Merseyside punks QUEEN ZEE have been busy conquering the world, but they stopped long enough to release their self-titled debut LP in February, on their own Sasstone Records label. Here, Zee herself picks out a few choice records that were important touchstones for her when making the album.
Queen Zee’s unorthodox attitude and unruly spirit are evident from their recent single Loner. Their strident and notorious live shows are bursting with madness, a real-life enactment of everything their debut self-titled album encapsulates. The five-piece give us hope as a new inspiration for young British guitar bands emerges to pave the way for the future of the punk scene. Shortly after their nine-date tour of the UK in February we asked the band what albums inspired their latest record the most.
Chrome Hoof were always more than a band; they are a mythology, a show, a performance. I wanted to capture that element of Queen Zee with this record. It’s a show, it’s meant to take you out of your boring life and let you lose yourself for an hour. Inject some colour into the grey British mundanity.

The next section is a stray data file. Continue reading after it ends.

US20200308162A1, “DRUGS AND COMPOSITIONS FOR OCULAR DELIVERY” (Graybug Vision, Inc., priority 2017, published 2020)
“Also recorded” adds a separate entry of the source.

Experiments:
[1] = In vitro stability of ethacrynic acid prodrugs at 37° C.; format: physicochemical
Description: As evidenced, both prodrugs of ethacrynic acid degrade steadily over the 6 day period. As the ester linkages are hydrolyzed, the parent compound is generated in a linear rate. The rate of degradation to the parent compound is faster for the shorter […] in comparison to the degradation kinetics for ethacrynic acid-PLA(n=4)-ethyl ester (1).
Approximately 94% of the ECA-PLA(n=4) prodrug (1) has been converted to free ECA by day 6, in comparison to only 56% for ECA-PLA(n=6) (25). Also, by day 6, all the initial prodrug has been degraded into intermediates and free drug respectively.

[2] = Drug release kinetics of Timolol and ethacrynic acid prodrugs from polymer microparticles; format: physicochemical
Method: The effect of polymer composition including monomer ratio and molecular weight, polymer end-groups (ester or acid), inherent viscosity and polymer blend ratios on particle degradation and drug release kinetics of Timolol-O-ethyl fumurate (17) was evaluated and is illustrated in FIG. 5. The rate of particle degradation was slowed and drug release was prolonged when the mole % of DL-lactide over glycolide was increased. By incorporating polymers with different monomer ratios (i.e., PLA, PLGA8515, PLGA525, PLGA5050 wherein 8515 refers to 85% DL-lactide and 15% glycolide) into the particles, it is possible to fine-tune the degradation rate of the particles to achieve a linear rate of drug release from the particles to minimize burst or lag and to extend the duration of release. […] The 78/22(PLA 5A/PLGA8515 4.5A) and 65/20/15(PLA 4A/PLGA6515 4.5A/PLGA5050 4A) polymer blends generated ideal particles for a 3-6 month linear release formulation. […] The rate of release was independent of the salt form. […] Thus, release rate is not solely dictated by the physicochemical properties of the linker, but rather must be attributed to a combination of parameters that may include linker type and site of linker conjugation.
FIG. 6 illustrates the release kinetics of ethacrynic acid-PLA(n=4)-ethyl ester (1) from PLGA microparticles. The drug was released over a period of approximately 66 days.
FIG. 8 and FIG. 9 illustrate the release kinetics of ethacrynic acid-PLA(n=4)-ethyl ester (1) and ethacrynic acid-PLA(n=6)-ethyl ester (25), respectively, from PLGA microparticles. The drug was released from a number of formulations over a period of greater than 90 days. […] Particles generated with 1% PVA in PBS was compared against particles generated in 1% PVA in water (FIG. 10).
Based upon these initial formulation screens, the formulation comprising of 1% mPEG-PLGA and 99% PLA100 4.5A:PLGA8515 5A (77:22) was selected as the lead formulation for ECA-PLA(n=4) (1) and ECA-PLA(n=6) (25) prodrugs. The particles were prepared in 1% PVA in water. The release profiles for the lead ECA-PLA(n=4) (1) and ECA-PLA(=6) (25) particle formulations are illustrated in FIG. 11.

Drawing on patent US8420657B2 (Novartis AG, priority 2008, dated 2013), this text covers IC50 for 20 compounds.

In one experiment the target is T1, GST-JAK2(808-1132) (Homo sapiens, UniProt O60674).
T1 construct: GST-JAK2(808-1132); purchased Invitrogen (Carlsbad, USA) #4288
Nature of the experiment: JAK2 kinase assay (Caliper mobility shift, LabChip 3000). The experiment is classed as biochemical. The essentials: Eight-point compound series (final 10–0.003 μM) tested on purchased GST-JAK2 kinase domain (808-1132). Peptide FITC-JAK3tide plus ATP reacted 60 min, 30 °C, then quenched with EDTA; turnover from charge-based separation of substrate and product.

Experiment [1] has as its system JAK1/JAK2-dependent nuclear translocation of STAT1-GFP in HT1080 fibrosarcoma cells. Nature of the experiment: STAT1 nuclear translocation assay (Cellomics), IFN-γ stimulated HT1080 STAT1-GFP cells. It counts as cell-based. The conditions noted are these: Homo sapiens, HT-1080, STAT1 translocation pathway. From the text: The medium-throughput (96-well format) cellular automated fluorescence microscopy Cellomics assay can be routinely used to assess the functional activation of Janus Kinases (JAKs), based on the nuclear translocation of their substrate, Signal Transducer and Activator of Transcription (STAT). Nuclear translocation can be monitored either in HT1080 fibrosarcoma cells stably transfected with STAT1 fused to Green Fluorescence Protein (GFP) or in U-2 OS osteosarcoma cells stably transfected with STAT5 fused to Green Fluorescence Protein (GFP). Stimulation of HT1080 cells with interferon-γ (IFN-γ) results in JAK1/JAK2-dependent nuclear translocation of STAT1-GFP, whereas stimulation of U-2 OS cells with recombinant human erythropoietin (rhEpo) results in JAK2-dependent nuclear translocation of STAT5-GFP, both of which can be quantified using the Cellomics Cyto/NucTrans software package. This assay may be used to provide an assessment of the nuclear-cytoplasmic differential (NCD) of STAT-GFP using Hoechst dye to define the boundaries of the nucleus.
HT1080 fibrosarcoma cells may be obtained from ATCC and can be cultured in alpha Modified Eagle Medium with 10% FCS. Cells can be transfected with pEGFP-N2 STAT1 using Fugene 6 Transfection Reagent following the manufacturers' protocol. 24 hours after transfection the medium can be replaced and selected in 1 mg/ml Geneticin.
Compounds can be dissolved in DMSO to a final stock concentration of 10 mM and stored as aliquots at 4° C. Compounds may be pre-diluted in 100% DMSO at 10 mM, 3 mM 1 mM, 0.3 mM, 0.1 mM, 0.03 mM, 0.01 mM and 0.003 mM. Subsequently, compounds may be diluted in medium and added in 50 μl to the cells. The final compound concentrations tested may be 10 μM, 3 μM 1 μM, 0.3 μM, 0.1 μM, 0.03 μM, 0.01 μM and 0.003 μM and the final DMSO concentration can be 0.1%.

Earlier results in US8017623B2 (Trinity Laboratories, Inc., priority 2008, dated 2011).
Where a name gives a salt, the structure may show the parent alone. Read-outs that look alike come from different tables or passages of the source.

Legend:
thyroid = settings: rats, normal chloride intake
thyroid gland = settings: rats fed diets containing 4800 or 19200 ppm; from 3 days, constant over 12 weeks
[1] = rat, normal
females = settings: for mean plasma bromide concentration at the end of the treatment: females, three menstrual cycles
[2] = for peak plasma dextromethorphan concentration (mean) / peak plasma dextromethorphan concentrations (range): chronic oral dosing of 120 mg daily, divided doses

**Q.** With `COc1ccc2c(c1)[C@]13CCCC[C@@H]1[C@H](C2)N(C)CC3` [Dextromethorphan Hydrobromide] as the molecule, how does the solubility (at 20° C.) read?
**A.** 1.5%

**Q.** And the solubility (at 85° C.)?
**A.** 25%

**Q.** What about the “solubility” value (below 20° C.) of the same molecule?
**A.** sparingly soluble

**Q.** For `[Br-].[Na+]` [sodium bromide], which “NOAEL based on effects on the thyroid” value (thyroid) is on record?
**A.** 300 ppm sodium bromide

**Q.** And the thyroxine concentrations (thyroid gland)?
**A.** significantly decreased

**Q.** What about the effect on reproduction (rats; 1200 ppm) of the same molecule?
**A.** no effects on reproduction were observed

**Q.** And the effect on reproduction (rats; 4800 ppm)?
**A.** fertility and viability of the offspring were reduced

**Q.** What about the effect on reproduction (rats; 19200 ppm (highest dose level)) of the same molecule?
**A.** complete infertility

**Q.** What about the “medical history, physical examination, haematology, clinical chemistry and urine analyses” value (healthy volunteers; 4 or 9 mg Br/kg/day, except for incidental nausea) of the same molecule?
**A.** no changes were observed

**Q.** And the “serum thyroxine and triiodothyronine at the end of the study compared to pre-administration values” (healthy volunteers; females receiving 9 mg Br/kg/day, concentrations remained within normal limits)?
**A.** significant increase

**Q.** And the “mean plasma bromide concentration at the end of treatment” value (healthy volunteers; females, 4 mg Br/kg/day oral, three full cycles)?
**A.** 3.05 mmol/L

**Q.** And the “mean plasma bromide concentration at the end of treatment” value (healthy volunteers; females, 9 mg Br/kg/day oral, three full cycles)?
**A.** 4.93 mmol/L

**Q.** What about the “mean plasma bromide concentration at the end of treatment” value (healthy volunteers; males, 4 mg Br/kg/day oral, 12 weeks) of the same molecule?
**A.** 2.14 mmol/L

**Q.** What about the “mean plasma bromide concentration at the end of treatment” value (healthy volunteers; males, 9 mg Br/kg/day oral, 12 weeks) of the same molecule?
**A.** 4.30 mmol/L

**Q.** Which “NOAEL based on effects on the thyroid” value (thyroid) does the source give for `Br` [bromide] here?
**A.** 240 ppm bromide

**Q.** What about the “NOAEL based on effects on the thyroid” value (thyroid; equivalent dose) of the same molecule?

I love how rude this record is. What’s the point of punk if it doesn’t make you throw up in your mouth a bit? Pansy Division were singing songs about sucking guys’ dicks, in a hardcore scene where guys were getting stabbed for being gay, and women were mostly excluded. Punk has such a bizarre and twisted relationship with the LGBTQ+ community; to me they’re one and their similarities much outweigh their differences. But to a lot, they don’t see it like that. I’d say this is the queercore album to dig into. A scene that has given me a lot of strength in my own journey.
This was one of my first records. Billy Corgan was really trying to make off-kilter pop. I think all the bands in that scene were in some way; Nirvana definitely were. I loved Corgan’s voice, it was so weird. I think there’s a lot of what Corgan was trying to create in my vision as well.
You all know I love a costume. This record slaps. The vision and the execution of that vision is unparalleled. It’s an absolute classic. I’ve drawn so much from Parliament as an influence and I continue to. Why wear your jeans when you can dress like the love child of Judas Priest and The Clangers? I hate all the crap indie bands who live for the ‘I own one pair of jeans and don’t have a comb’ look. It lacks ambition, imagination and talent. Push the boundaries you collective of clichés.
Queen Zee is out now via Sasstone Records.